So why have many investors, or shall we call them speculators, embraced these wild investing themes? The answer is simple. People want to get rich quick. There are plenty of newly minted crypto millionaires out there making Tik Tok videos, and they make Warren Buffet’s recent investments look lame.
But will they hold onto their millions? That remains to be seen. Historically, most who chase quick riches tend to crash and burn. Getting rich slowly, while perhaps less exciting, is definitely a smarter goal. There are a couple of ways to get there. One standard method lies in real estate, an asset class that consistently produced millionaires. But investing in real estate requires time, the ability to research and more importantly, the skill to manage your assets.
There is yet another way – perhaps an even more subdued method – to make those millions: By establishing yourself as a 401k millionaire. According to Fidelity Investments, their account roster currently includes 233,000 people holding 401k’s with an account balance of $1 million or more. Fidelity also has an additional 208,000 IRA accounts assessed at the same value. Although this is only 1.6% of the $27.2 million retirement accounts they manage, it’s way up from the 21,000 retirement plans, valued in the millions, that were managed in 2009.
So, what will it take for you to become a 401k millionaire?
For 2021, the contribution limit for employees is $19,500. Imagine being able to max out on this amount each year (the contribution limit tends to go up over time, but let’s stick to this sum for illustrative purposes). Assuming you want to retire at age 65, here is the investment return you will need to earn in order to reach your goal:
|Starting Age||Required Returns|
You don’t need to be a rocket scientist to see that the earlier you start, the better your chances are of reaching the million dollar mark. As the famous investing adage goes, “It’s not timing the market, rather time in the market.”
To drive this compounding point home, let’s work the other way: If you max out your 401k’s $19,500 and earn an average 8% return, here is the amount you would have at age 65, at various starting ages.
|Starting Age||Ending balance|
Though it may be hard to save and invest such a large sum each year, hitching your wagon to the newest crypto fad or meme stock and praying for it to go up as you keep on refreshing your browser window may not help you make it to the finish line. A balanced and fixed investment plan will do more to help you achieve the wealth and security you want.
Reach out to [email protected] to ensure that your investment accounts are aligned with your financial goals and risk tolerance.
May 20, 2021 | BY admin
In recent years, the accounting rules for certain balance sheet items have transitioned from historical cost to “fair value.” Examples of assets that may currently be reported at fair value are asset retirement obligations, derivatives and intangible assets acquired in a business combination. Though fair value may better align your company’s financial statements with today’s market values, estimating fair value may require subjective judgment.
Under U.S. Generally Accepted Accounting Principles (GAAP), fair value is “the price that would be received to sell an asset in an orderly transaction between market participants at the measurement date.” Accounting Standards Codification Topic 820, Fair Value Measurements and Disclosures, explains how companies should estimate the fair value of assets and liabilities by using available, quantifiable market-based data.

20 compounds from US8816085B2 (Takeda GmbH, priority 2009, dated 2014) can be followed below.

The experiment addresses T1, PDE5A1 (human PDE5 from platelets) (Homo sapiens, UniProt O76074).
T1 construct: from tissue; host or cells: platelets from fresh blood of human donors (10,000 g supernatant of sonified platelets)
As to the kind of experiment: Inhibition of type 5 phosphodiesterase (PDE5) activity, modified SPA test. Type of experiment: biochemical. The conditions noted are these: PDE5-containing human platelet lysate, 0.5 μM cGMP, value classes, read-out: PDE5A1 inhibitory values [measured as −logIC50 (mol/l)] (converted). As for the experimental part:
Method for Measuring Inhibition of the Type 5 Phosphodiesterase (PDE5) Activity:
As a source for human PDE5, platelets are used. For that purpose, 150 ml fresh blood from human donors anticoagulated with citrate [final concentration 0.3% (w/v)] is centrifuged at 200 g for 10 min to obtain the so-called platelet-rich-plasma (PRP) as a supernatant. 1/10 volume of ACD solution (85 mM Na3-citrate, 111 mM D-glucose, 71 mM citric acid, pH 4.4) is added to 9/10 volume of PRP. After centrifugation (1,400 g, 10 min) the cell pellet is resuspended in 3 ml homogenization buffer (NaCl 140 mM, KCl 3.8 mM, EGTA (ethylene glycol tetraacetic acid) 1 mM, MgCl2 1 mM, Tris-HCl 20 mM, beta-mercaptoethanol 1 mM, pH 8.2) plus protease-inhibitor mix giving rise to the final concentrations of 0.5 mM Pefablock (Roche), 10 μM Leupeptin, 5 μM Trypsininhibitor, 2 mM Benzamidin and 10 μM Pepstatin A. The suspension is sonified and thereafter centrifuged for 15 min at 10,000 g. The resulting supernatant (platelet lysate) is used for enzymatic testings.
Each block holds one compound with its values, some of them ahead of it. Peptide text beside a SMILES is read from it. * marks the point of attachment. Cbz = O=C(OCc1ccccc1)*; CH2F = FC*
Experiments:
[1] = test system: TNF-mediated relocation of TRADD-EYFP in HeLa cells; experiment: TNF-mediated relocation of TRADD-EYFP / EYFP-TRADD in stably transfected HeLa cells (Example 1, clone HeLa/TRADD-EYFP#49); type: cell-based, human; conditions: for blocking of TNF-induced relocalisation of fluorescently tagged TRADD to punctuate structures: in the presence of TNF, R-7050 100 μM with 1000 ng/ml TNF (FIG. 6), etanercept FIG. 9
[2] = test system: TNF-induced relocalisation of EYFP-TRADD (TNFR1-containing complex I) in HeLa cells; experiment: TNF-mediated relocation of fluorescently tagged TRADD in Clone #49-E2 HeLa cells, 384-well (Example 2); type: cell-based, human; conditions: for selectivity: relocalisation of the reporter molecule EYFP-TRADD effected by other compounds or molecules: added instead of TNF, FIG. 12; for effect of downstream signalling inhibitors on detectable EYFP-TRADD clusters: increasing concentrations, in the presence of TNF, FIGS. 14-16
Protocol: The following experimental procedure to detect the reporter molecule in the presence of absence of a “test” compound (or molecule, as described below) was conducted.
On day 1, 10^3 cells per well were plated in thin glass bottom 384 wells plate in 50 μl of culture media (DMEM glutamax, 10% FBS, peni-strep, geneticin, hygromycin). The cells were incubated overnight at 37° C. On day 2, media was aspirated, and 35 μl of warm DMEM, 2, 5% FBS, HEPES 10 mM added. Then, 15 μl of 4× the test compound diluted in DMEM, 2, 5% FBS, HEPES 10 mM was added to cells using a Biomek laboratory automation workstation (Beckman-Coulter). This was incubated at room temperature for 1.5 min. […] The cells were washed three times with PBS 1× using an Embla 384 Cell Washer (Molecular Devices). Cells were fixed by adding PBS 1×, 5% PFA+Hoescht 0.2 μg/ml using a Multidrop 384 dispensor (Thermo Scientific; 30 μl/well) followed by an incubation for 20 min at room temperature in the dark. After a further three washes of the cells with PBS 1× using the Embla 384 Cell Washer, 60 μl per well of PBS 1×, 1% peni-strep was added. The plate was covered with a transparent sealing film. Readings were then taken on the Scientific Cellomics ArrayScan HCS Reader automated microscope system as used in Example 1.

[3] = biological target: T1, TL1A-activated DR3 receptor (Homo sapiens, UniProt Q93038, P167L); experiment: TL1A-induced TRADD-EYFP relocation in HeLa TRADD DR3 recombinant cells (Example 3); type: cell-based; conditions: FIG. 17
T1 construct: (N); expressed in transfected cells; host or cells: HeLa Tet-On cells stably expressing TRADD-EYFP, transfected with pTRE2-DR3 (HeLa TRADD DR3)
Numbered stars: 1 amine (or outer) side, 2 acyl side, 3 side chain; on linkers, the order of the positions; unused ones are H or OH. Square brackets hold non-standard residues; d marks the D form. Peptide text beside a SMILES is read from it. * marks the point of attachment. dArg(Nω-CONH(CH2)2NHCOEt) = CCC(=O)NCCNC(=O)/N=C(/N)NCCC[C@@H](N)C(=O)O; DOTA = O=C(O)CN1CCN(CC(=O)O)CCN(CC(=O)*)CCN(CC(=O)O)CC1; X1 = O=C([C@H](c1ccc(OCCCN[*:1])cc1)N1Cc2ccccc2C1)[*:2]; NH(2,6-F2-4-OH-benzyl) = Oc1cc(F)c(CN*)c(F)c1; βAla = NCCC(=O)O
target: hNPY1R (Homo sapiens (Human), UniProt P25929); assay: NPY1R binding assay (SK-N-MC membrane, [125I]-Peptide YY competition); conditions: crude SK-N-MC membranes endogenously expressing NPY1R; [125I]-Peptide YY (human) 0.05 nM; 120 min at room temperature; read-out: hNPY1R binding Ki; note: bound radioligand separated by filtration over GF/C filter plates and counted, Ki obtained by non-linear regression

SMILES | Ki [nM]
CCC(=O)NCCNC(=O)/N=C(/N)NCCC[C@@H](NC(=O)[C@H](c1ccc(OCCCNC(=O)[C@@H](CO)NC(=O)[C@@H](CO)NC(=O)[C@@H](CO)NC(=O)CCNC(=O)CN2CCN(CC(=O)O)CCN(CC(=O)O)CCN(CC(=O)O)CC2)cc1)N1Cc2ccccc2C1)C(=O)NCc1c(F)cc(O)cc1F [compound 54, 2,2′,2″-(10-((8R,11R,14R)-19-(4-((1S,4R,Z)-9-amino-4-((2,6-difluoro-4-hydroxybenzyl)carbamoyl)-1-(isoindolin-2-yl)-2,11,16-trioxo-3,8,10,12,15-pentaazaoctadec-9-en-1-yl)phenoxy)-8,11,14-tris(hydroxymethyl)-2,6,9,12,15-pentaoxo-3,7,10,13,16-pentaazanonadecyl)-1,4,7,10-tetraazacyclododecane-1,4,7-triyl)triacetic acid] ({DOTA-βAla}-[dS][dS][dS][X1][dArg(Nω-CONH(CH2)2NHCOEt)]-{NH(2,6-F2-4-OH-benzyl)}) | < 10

Topic 820 provides the following three-tier valuation hierarchy for valuation inputs:
- Quoted prices in active markets for identical assets or liabilities,
- Information based on publicly quoted prices, including older prices from inactive markets and prices of comparable stocks, and
- Nonpublic information and management’s estimates.
Fair value measurements, especially those based on the third level of inputs, may involve a high degree of subjectivity, making them susceptible to misstatement. Therefore, these estimates usually require more auditor focus.
Auditing standards generally require auditors to select one or a combination of the following approaches to substantively test fair value measurements:
Test management’s process. Auditors evaluate the reasonableness and consistency of management’s assumptions, as well as test whether the underlying data is complete, accurate and relevant.
Develop an independent estimate. Using management’s assumptions (or alternate assumptions), auditors come up with an estimate to compare to what’s reported on the internally prepared financial statements.
Review subsequent events or transactions. The reasonableness of fair value estimates can be gauged by looking at events or transactions that happen after the balance sheet date but before the date of the auditor’s report.
Measuring fair value is outside the comfort zone of most in-house accounting personnel. Fortunately, an outside valuation expert can provide objective, market-based evidence to support the fair value of assets and liabilities. Contact us for more information.
May 20, 2021 | BY admin
One benefit of the current federal gift and estate tax exemption amount ($11.7 million in 2021) is that it allows most people to focus their estate planning efforts on asset protection and other wealth preservation strategies, rather than tax minimization. (Although, be aware that President Biden has indicated that he’d like to roll back the exemption to $3.5 million for estate taxes. He proposes to exempt $1 million for the gift tax and impose a top estate tax rate of 45%. Of course, any proposals would have to be passed in Congress.)